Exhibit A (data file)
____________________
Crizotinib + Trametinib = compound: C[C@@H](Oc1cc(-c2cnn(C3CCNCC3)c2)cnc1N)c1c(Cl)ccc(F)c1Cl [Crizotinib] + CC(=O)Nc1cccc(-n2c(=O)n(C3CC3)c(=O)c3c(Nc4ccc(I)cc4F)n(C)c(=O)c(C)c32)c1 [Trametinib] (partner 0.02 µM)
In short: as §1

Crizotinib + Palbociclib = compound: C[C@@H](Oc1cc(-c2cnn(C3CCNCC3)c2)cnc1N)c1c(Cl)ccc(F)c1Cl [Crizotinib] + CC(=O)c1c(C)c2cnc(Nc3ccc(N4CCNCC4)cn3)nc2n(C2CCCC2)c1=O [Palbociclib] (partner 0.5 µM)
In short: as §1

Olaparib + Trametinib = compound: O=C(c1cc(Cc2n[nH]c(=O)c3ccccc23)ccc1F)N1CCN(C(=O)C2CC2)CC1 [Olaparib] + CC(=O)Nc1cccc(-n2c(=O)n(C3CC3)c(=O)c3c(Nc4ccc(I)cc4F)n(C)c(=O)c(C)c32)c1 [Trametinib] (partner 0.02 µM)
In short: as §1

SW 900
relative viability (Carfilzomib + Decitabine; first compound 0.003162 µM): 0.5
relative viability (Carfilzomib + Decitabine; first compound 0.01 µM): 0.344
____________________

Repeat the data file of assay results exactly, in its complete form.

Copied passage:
Crizotinib + Trametinib = compound: C[C@@H](Oc1cc(-c2cnn(C3CCNCC3)c2)cnc1N)c1c(Cl)ccc(F)c1Cl [Crizotinib] + CC(=O)Nc1cccc(-n2c(=O)n(C3CC3)c(=O)c3c(Nc4ccc(I)cc4F)n(C)c(=O)c(C)c32)c1 [Trametinib] (partner 0.02 µM)
In short: as §1

Crizotinib + Palbociclib = compound: C[C@@H](Oc1cc(-c2cnn(C3CCNCC3)c2)cnc1N)c1c(Cl)ccc(F)c1Cl [Crizotinib] + CC(=O)c1c(C)c2cnc(Nc3ccc(N4CCNCC4)cn3)nc2n(C2CCCC2)c1=O [Palbociclib] (partner 0.5 µM)
In short: as §1

Olaparib + Trametinib = compound: O=C(c1cc(Cc2n[nH]c(=O)c3ccccc23)ccc1F)N1CCN(C(=O)C2CC2)CC1 [Olaparib] + CC(=O)Nc1cccc(-n2c(=O)n(C3CC3)c(=O)c3c(Nc4ccc(I)cc4F)n(C)c(=O)c(C)c32)c1 [Trametinib] (partner 0.02 µM)
In short: as §1

SW 900
relative viability (Carfilzomib + Decitabine; first compound 0.003162 µM): 0.5
relative viability (Carfilzomib + Decitabine; first compound 0.01 µM): 0.344